Thursday, December 21, 2006

So What Else Is New? Filipinos Remain Poor, Hungry Under Arroyo

MANILA (Mindanao Examiner / 21 Dec) - The Arroyo government said the Philippine economy is improving, jobs are many and poor families lesser since she became President in 2001.

Her political allies also say the same; they sing in unison and applause their own. But the latest reports of the independent Social Weather Survey speaks the truth.

Here is the Fourth Quarter 2006 Social Weather Survey: Hunger at new record-high 19.0% of families; 52% are Self-Rated Poor, 40% are Self-Rated Food-Poor!

The proportion of families experiencing involuntary hunger at least once in the past three months reached a new record-high of 19.0%, or an estimated 3.3 million households, according to the final 2006 Social Weather Survey, last November 24-29.

The previous record-high incidence of household hunger was 16.9%, reached in both March 2006 and September 2006. Hunger has now been at double-digits for the past eleven consecutive quarters, since June 2004.

The new SWS survey also found 52% families reporting themselves as Poor in general, and 40% reporting themselves as Poor in terms of Food.

Hunger increased especially in Metro Manila and the Balance of Luzon
Hunger rose by almost five points in Metro Manila, from 12.8% in September to 17.7% in November. It rose by three points in the rest of Luzon, from 14.7% in September 2006 to 17.7% in November.

Hunger rose by only one point in Mindanao, from 21.3% to 22.3%. It declined slightly in the Visayas, from 19.7% to 19.0%.

Moderate Hunger at record high 15.1%

Moderate Hunger, defined as households experiencing it involuntarily “Only Once” or “A Few Times” in the last three months, rose from 12.3% in the previous quarter to a new record-high 15.1%, surpassing the previous record of 12.9% in August 2005.

Severe Hunger, defined as households involuntarily hungry “Often” or “Always” in the last three months, declined somewhat, from 4.6% in September to 3.9% in November.

Moderate Hunger rose by over 4 points in Metro Manila (from 8.2% to 12.7%) and in the rest of Luzon (from 10.3% to 14.7%). It rose by less than 2 points in the Visayas (from 13.7% to 15.3%), and remained steady at 17.3% in Mindanao.

Severe Hunger went up in Metro Manila (from 4.6% to 5.0%), and in Mindanao (from 4.0% to 5.0%). However, it declined in the balance of Luzon (from 4.3% to 3.0%), and in the Visayas (from 6.0% to 3.7%).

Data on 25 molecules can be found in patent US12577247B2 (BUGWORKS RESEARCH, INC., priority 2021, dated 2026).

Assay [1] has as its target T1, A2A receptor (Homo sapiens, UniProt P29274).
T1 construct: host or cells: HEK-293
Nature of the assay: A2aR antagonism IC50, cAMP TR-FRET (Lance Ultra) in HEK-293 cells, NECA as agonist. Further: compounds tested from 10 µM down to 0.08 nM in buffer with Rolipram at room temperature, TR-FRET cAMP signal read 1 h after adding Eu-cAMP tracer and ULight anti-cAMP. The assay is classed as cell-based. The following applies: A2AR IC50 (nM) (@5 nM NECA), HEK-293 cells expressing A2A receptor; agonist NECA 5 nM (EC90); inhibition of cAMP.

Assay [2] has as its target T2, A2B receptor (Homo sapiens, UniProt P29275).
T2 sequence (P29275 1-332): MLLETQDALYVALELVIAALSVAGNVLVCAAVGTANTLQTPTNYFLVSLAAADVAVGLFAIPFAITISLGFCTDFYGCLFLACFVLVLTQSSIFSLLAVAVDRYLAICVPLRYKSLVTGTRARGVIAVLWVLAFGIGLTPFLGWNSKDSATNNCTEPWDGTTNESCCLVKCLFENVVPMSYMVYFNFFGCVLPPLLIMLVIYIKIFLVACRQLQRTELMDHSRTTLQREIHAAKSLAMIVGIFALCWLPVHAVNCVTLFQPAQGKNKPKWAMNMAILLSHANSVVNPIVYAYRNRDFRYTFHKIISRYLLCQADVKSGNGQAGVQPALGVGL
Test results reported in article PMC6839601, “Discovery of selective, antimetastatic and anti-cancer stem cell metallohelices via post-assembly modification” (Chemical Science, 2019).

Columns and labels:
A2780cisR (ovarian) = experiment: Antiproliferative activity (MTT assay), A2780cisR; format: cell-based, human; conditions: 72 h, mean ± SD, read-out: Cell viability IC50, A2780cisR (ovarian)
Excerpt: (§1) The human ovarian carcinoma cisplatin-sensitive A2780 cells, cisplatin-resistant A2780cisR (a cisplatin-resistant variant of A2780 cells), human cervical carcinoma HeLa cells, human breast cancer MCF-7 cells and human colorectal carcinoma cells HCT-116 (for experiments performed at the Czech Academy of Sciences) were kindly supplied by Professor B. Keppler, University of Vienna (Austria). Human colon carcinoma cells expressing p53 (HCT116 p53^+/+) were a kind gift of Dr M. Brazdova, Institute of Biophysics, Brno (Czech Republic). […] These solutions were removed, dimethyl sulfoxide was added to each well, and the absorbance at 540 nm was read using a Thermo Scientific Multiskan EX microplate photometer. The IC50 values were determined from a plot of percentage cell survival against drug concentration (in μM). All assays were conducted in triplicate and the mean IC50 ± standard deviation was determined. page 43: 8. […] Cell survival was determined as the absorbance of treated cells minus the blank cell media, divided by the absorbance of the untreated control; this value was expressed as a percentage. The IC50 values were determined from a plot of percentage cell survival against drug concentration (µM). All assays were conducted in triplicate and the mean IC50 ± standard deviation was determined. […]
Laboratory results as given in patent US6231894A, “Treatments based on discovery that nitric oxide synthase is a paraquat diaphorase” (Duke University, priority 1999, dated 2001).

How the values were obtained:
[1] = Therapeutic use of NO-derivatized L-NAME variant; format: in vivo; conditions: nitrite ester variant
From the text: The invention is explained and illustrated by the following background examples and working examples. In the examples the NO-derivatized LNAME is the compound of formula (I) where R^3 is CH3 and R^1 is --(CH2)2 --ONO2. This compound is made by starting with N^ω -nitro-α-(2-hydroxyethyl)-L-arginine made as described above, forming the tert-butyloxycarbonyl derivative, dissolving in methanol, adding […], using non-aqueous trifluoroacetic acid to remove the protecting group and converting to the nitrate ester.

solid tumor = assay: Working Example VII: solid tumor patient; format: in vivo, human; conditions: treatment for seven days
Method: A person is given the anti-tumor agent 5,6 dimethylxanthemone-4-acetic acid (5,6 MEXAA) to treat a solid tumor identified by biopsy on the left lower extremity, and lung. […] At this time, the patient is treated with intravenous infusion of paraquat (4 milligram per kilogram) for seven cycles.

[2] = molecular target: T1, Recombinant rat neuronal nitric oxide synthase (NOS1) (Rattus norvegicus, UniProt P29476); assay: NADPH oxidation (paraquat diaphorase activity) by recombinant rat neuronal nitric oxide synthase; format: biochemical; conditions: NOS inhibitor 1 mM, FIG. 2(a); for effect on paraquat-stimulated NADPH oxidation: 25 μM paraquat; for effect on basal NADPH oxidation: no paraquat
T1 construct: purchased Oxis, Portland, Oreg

Self-Rated Poverty

Overall Self-Rated Poverty hardly changed at the national level, being 51% in September and 52% in November [Chart 3]. It hardly changed in Mindanao (from 53% to 54%), and in Luzon outside Metro Manila (from 45% to 48%).

Self-Rated Poverty declined by 11 points in the Visayas, from 66% to 55%. On the other hand, it rose by 8 points in Metro Manila, from 46% to 54%.

Median Self-Rated Poverty thresholds

The Median Self-Rated Poverty threshold, or the median monthly budget in peso-terms that poor households say they need to escape poverty, rose in Metro Manila, from P10,000 in September to P12,000 in November.

It remained steady in Visayas, at P6,000, and in Mindanao, at P5,000
The Median Self-Rated Poverty threshold went down in the balance of Luzon, from P6,000 to P5,000.

Self-Rated Food Poverty

Forty percent of Filipino households consider themselves as Poor based on the type of food their family eats. Twenty-seventy percent put themselves on the Borderline, and 32% consider themselves as Not Food-Poor.

Self-Rated Food Poverty declined in the Visayas, from 55% in September to 42% in November, and in Luzon outside Metro Manila, from 40% to 37% [Chart 7]. It barely changed in Mindanao (from 40% to 41%).

However, it rose by 7 points in Metro Manila, from 38% in September to 45% in November.

Self-Reported Poverty and Hunger are consistent

Long survey experience shows that household heads’ reports about poverty in general, poverty in terms of food, and hunger are internally consistent.

In the November 2006 survey, the proportion of households experiencing hunger in the past three months is 30% among the Self-Rated Food-Poor, compared to only 13% among the Not Food-Poor,and 10% among those on the Food-Borderline.

The said survey has hunger at 25% among the Self-Rated Poor, compared to only 13% among the Not Poor, and 12% among those on the Borderline.

As a concept, poverty allows for various degrees of deprivation. A rise in hunger while poverty is flat, over a period of time, implies a worsening of deprivation among families at the lower end of the poverty spectrum.

Survey Background

The SWS survey questions about household poverty and hunger are directed to the household head. They are standard non-commissioned items in the Social Weather Surveys. By using the phrase “nakaranas ng gutom at wala kayong makain” or “experienced hunger without anything to eat,” the hunger item specifically refers to involuntary suffering.

The Social Weather Surveys referred to in this release used face-to-face interviews of a national sample of 1,200 statistically representative household heads (300 each in Metro Manila, the Balance of Luzon, the Visayas and Mindanao), from 240 geographical spots selected from all regions. Error margins of ±3% for national percentages and ±6% for regional percentages should be applied.

The area estimates were weighted by the National Statistics Office’s medium-projections for 2006 to obtain the national estimates. (SWS)

1 comment:

Anonymous said...

Philippines is a special case. There are just so much population. And, the population is growing at a fast pace. The economy can not grow fast enough.